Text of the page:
"Words, words, words . . . I'm so sick of words . . . is that all you blickers can do?" says the learning lady in My Fair Lady. Biologists, specifically geneticists, are often accused of using too many words to explain things. Much of science appears to be jargon--language specific to a science and understood by those "in the know" and oft-quoted without understanding by those "outside".
So, what does the word free mean to you? Without cost, having no monetary requirement, a gimmick, a come-on, what's the catch?
If you're a word nut, you may have noticed that the title for this entry has unreliable in single quotes, not double--this means the title is in UK English, not American English. So, there's no clampdown in the US, but one may occur in the UK, according to an article today in the Times online.
This is an interesting development to me because of my entries lately on paternity testing and because the company under British fire bills itself as "is the world's largest and most experienced private DNA testing laboratory. . . [performing] . . . 3 out of 4 private DNA paternity tests in the United States and . . . the DNA testing provider for over 900 affiliated partners in 168 countries."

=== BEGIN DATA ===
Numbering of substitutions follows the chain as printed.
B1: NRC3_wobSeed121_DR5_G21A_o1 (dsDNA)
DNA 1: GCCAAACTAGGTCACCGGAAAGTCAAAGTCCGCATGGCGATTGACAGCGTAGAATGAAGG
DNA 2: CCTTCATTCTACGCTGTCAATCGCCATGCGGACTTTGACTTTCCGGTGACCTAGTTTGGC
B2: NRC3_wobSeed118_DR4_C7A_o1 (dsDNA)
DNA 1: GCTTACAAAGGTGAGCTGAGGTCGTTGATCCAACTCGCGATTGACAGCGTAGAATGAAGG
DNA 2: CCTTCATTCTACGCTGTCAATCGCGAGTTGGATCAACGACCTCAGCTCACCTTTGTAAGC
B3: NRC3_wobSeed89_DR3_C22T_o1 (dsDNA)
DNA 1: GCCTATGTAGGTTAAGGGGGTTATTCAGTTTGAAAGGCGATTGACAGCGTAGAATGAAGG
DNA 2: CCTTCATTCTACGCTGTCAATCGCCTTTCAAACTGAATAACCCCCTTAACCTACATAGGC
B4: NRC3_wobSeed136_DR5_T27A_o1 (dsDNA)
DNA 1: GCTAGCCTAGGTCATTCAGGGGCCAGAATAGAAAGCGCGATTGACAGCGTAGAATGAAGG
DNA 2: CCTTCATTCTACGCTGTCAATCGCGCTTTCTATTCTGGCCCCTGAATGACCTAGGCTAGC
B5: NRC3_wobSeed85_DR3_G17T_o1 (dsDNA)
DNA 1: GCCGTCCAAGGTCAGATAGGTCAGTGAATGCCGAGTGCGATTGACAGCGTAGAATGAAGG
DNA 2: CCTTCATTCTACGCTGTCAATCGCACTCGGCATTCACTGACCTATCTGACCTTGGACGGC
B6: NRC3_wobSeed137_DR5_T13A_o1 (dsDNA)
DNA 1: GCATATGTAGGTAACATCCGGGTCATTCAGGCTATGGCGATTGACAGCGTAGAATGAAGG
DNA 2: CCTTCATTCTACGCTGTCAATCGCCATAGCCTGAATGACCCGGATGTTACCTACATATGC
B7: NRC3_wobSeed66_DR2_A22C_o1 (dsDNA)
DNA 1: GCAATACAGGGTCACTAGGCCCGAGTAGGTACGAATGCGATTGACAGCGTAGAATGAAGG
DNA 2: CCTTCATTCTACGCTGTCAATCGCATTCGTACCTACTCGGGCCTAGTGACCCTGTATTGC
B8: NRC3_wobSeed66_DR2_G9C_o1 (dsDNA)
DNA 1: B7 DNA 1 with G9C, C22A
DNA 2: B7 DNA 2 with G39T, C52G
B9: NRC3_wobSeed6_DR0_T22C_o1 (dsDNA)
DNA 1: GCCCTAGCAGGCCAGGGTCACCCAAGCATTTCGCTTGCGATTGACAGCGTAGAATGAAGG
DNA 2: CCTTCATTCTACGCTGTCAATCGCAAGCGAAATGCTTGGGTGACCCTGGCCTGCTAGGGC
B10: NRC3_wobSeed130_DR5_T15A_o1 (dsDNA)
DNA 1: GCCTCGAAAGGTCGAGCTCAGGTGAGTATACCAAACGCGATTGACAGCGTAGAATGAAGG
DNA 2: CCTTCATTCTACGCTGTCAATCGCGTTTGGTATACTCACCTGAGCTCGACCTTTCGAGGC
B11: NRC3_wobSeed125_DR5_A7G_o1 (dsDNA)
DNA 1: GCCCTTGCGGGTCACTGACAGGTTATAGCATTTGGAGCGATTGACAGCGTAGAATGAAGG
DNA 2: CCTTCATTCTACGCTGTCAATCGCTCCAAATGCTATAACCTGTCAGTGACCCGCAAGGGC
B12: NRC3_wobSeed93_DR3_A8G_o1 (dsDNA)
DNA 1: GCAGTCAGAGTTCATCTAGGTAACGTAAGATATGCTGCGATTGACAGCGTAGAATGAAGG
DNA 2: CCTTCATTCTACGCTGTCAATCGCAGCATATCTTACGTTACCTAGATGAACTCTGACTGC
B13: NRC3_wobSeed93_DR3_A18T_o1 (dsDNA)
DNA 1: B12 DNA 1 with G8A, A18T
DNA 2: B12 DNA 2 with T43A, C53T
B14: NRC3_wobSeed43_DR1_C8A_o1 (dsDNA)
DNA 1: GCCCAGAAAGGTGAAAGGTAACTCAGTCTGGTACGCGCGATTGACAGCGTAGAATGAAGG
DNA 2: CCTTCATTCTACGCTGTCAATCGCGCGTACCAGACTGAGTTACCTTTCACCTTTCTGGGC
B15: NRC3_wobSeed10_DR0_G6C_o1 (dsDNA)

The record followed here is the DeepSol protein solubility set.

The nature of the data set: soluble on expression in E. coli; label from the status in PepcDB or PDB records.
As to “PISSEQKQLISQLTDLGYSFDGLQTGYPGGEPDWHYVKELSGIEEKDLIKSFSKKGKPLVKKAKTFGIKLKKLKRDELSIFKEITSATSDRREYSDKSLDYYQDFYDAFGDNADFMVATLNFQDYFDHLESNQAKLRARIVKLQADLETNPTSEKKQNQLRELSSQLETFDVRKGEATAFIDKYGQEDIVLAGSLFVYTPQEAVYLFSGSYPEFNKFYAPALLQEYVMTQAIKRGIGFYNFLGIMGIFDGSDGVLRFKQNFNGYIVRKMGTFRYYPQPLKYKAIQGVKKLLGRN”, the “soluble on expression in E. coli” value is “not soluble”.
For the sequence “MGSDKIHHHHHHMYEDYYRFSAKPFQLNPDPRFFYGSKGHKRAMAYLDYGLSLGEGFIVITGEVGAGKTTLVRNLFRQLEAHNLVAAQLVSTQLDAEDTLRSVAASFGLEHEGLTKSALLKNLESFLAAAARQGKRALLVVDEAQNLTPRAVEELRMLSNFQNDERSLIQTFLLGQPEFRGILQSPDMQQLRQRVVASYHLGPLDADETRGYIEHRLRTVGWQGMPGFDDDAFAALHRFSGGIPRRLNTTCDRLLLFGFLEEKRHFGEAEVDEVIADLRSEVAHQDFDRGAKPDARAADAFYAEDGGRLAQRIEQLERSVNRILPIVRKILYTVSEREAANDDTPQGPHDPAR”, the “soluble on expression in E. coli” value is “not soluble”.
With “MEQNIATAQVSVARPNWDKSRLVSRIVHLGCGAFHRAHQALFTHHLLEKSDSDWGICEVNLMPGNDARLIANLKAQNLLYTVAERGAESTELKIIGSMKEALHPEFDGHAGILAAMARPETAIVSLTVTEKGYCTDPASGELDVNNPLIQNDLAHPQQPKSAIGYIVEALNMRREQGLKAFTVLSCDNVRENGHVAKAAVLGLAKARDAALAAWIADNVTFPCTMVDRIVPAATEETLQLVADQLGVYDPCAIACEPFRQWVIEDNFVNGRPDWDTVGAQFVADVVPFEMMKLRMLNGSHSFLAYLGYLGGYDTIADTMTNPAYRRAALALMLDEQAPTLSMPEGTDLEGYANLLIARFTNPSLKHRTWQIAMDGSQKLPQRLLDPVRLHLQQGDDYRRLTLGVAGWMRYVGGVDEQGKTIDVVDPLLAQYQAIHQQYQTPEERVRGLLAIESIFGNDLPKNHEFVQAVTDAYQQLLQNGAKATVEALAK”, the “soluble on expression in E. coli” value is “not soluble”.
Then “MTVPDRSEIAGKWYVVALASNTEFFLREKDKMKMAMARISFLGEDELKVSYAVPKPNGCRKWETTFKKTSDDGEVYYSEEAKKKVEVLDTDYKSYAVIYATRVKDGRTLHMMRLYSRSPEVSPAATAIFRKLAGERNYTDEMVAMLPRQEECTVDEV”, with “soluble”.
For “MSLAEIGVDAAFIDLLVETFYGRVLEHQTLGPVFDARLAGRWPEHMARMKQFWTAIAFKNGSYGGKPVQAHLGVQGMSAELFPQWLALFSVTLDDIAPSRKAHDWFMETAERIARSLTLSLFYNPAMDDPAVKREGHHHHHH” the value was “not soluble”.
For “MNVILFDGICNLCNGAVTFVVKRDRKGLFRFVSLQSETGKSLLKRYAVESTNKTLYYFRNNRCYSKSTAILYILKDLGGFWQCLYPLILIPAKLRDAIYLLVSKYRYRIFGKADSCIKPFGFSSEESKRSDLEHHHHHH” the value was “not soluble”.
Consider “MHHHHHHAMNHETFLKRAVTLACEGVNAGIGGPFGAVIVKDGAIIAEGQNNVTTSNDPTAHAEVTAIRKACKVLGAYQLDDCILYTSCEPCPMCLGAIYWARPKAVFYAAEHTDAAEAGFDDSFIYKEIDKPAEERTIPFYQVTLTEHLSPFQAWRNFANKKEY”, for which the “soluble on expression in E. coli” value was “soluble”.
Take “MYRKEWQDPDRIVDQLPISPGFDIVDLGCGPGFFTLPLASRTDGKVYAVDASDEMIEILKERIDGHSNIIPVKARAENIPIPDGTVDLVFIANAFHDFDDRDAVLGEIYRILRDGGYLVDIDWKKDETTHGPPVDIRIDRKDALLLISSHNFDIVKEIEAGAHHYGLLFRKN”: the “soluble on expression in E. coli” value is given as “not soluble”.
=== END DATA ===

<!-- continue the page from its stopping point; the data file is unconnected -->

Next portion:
A close friend of mine asked me some time ago what company she should order a confidential paternity test from. I told her I wouldn't dig deep into individual companies until she was able to tell me she knew what she would do with the results. I haven't heard from her lately on this subject, so she either went ahead and did something on her own or gave up the idea for now.
In the past week or two, a couple of people submitting comments to geneforum have asked for the name of a paternity testing company.